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Moving: The Good and the Bad;

The Journey Ahead, Part Three

by Betty Soldz

As I stated in the previous article, selling our house in Berkeley, Ca. and moving to the East coast in Boston has been quite an experience. One, I hope, we never have to go through again.

For months we had been hearing that people were fighting for the chance to purchase homes for sale, especially in the San Francisco Bay area; even offering way over the asking price, using sealed envelopes in an auction situation. We felt we had a wonderful home which would sell immediately. What we hadn't heard was that the sale of real estate had slowed down in our area, probably due to increased interest rates and the fact that many and other companies were not doing as well as expected. It was also the time for graduations, vacations, etc. Whatever it was, we began to feel like we were in the situation from hell. In six weeks we had only two people look at the house and we did not have any purchase offers.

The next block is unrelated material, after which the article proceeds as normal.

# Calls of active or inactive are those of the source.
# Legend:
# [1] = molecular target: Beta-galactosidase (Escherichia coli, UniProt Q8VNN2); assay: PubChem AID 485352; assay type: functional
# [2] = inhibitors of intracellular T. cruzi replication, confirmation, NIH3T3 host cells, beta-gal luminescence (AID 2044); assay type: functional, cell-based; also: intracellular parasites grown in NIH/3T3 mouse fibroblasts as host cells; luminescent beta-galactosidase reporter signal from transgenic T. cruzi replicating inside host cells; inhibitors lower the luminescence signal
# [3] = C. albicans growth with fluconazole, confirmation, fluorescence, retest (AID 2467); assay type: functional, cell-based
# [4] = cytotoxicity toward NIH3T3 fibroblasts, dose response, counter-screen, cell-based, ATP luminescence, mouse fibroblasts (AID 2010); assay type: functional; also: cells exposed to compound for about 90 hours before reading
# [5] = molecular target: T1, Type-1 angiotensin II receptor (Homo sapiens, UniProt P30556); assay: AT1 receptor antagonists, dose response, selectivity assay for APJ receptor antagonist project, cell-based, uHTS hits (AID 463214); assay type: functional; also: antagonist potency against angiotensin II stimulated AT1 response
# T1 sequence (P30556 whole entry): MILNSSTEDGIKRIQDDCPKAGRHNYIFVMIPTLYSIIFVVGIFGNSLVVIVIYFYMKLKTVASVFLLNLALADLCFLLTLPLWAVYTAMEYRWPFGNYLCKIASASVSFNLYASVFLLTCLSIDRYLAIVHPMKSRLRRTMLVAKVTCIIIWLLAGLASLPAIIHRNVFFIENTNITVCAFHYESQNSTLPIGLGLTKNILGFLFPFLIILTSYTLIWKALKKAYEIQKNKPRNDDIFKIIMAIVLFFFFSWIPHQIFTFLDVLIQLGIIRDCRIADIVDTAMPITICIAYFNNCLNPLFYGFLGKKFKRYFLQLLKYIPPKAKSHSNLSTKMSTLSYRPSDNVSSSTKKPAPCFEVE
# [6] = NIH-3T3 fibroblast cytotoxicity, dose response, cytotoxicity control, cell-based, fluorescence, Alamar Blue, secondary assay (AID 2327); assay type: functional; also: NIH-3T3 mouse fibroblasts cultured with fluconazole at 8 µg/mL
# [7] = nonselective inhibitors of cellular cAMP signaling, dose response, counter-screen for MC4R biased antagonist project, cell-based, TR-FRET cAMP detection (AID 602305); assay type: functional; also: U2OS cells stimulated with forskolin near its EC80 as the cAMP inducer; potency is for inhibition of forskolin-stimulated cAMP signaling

We were preparing to close on our house in Boston and were getting very nervous. Every day we'd go through the same routine. We'd clean and vacuum, hide the trash can and do anything else that would make the house look more presentable. We did this just in case a broker might bring a client to see the house. Then we'd wait for a broker, any broker to call. For some reason this wasn't happening. Maybe we were just overly eager to move to Boston and get on with our lives.

Beginning to panic, we greatly reduced the price of the house. More brokers began to show the house and we received an offer way under asking price. We counter offered and they counter offered us, still "low balling." Eager to move on with our lives we accepted the offer. Two days later we received a back up offer for the full asking price. This back up offer could only come into play if the first offer fell through, which it didn't. The closing process on our house began.

We closed on the house in Boston and hoped nothing would go wrong with the sale of our home. One of the things we've learned is "don't buy a new home before selling the old one!". If things don't go just right, the pressure on you is too great.